Guest post by David Middleton
The headline was, of course accompanied by nonsense like this…
Senior Meteorologist Stu Ostro (Twitter) says, “Exceeding July 1936 at the peak of the Dust Bowl heat — is BIG.”
The “record” is less than 120 years long. The warmest month on record in the US, isn’t any more significant to climate change than this past weekend’s abnormally cool weather was.
NOAA’s hottest month ever is based on the homogenized US Historical Climatology Network (USHCN). THe USHCN is a subset of the GHCN…
Investigation of methods for hydroclimatic data homogenization
Steirou, E., and D. Koutsoyiannis, Investigation of methods for hydroclimatic data homogenization, European Geosciences Union General Assembly 2012, Geophysical Research Abstracts, Vol. 14, Vienna, 956-1, European Geosciences Union, 2012.
We investigate the methods used for the adjustment of inhomogeneities of temperature time series covering the last 100 years. Based on a systematic study of scientific literature, we classify and evaluate the observed inhomogeneities in historical and modern time series, as well as their adjustment methods. It turns out that these methods are mainly statistical, not well justified by experiments and are rarely supported by metadata. In many of the cases studied the proposed corrections are not even statistically significant.
From the global database GHCN-Monthly Version 2, we examine all stations containing both raw and adjusted data that satisfy certain criteria of continuity and distribution over the globe. In the United States of America, because of the large number of available stations, stations were chosen after a suitable sampling. In total we analyzed 181 stations globally. For these stations we calculated the differences between the adjusted and non-adjusted linear 100-year trends. It was found that in the two thirds of the cases, the homogenization procedure increased the positive or decreased the negative temperature trends.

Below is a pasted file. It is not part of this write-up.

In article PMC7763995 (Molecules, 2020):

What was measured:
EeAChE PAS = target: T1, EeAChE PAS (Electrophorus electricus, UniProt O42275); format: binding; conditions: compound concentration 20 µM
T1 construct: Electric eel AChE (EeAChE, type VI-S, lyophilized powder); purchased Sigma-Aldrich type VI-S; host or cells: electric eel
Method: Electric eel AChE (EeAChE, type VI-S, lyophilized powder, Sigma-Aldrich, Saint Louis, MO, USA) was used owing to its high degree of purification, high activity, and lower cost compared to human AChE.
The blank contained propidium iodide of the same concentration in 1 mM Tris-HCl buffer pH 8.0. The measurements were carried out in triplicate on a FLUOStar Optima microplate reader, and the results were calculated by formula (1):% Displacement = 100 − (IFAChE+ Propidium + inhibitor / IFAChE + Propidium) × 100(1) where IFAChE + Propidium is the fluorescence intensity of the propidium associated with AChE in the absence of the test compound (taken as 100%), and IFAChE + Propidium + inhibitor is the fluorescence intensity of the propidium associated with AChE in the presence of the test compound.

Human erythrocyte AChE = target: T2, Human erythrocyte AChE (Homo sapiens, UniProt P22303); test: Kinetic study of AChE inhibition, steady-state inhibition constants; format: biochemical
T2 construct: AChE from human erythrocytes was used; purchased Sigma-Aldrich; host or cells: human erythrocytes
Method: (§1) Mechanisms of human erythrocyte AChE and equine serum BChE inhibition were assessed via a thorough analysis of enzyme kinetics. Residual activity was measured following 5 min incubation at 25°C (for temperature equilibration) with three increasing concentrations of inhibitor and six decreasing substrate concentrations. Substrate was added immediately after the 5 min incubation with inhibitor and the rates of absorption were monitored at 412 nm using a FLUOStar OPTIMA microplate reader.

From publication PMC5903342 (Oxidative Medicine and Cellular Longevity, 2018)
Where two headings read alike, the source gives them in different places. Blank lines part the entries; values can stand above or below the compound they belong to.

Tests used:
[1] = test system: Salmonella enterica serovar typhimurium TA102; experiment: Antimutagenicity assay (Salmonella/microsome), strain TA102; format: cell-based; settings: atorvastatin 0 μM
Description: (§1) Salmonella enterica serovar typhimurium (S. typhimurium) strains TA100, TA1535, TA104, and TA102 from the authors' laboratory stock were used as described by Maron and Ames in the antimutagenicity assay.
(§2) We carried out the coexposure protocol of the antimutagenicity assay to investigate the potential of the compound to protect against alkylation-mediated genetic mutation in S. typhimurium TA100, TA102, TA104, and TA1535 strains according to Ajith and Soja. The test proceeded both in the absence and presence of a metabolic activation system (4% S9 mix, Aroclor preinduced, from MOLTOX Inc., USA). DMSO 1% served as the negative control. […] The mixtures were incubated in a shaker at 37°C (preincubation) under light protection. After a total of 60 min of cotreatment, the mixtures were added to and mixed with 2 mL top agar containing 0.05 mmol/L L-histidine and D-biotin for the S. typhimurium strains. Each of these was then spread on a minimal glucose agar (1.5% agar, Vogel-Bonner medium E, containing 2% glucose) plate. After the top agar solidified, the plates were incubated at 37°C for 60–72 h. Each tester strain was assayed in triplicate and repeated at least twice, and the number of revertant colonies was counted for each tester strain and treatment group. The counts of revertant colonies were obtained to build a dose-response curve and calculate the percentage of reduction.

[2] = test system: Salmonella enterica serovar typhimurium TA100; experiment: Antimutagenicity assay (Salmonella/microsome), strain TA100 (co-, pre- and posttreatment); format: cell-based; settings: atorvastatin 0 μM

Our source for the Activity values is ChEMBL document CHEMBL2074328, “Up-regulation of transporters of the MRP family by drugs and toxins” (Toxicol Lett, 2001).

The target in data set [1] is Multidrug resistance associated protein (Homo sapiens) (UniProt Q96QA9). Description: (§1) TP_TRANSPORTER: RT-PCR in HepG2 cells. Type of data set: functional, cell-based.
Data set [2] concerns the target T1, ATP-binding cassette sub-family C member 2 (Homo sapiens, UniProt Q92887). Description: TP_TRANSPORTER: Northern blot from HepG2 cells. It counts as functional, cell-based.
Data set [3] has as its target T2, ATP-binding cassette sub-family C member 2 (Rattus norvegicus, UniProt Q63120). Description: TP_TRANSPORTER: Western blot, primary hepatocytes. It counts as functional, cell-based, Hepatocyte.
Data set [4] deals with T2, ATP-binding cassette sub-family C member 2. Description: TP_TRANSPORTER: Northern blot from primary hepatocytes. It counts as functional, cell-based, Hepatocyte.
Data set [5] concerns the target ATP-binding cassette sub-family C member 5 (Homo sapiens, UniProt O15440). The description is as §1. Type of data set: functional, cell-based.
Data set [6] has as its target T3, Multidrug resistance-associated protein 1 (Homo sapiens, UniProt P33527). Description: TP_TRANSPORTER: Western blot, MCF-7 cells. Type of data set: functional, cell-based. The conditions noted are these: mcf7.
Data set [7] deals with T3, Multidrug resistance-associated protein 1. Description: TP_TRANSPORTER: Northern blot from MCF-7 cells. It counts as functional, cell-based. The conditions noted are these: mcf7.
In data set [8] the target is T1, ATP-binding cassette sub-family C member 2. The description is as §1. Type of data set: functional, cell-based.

Poor station siting in the USHCN is also the reason that NOAA’s new U.S. Climate Reference Network (USCRN) shows July 2012 to be 75.5°F (about 2°F cooler than the USHCN. The homogenized USHCN supports AGW by artificially cooling the past and artificially warming the present.
While there are valid technical reasons for homogenizing the older records to account for changes in methods, instruments, station location and environmental alteration around stations… The methods used to homogenize the data induce artificial warming. This is a cold, hard, empirical fact. The USHCN data used by NOAA has been artificially cooled in the past in an effort to “homogenize” the older data and methods with the modern data and methods. Remove the homogenization and July 2012 would be 1.0°F cooler than July 1936.
However, even if the homogenization is producing a more accurate temperature record, the “record” is not long enough to say much of anything about climate.
Meteorologically speaking, “climatology” refers to periods greater than 30 years long. “Normal” climatology is generally the most recent 30-yr average. The 30-yr average is climate (what you expect). July and last weekend were weather (what you get). July was significantly warmer than average. Very few months (or weekends) are “average.” Most are above or below average.
Above Normal – One of the outlook categories that are based on the 1981-2010 climatological normal. During this 30 year reference period, average three-month temperature was observed in Above Normal category (10 warmest years) 1/3 (33.3%) of the time.